Error: ENOENT: no such file or directory, open '.data/me.html'
    at Server.<anonymous> (/app/server.js:13:23)

According to this, there's a file missing. The code that uses it is like this:

const me = fs.readFileSync('.data/me.html', 'utf-8').trim();
  .end(`<!doctype html>
I'm <span class="me">${me}</span>,
and I completed ...

All we have to do is add a file with your name.

Completion criteria:

  • The site serves up an error stack trace
  • The error matches the listing above

Add your name

We can reasonably use Git to deploy code changes, but we normally wouldn't put data files under version control. Snail has other facilities for doing general file management. First let's enter an interactive shell to take a look around the project filesystem.

snail term --help
snail term
ls -al
mkdir -p .data
ls -al .data

Here, the ls and mkdir are things you type while connected to the snail term session. The .data directory might already exist.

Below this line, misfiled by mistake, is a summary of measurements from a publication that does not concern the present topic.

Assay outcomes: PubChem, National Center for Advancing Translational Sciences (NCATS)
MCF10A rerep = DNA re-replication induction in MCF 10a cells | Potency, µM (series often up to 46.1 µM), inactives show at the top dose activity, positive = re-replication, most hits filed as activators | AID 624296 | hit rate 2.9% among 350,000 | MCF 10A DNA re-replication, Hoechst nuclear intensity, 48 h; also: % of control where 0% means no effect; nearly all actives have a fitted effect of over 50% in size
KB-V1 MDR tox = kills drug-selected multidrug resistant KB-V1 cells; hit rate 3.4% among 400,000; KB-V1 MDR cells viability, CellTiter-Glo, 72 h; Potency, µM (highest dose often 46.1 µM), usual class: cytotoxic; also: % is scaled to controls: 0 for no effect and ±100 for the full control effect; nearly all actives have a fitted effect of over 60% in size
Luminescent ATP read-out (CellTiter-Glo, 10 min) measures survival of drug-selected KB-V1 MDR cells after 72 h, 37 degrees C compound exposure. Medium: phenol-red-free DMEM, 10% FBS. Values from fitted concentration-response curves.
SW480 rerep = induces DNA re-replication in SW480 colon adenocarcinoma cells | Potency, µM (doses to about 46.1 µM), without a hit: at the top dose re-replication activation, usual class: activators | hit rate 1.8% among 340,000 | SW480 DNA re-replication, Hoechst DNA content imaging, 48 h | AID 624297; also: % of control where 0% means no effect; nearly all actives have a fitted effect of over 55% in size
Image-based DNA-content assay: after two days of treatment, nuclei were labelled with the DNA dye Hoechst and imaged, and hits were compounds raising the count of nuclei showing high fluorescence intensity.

Make a file that we'll upload:

git config user.name >/tmp/me.html

Snail hasn't settled on a best way to transfer files, but the rsync wrapper is pretty friendly. Use the project domain as the "host" for rsync. We'll use the rsync wrapper (sample project domain shown; use your own):

snail rsync --help
snail rsync -- /tmp/me.html lively-indecisive-archeology:.data

If you're like me, you'll have an urge to look again:

snail term
ls -al .data

Completion criteria:

  • The me.html file is present in the project's .data directory

Open the project's website, take three

This should be it for fixing up the project.

Go ahead and open the project website again. You'll now have a page to commemorate that you completed this practice exercise.

Completion criteria:

  • The site should serve an actual page
  • The page should have the name you entered earlier

You're done!

This practice area and the fixed website are yours to keep.

If you continue to use the practice area, be advised that files you create outside of the .data directory are public. Prefer to create Git repositories inside the .data directory like we did in the exercise, so that the Git access token in the remote doesn't get exposed.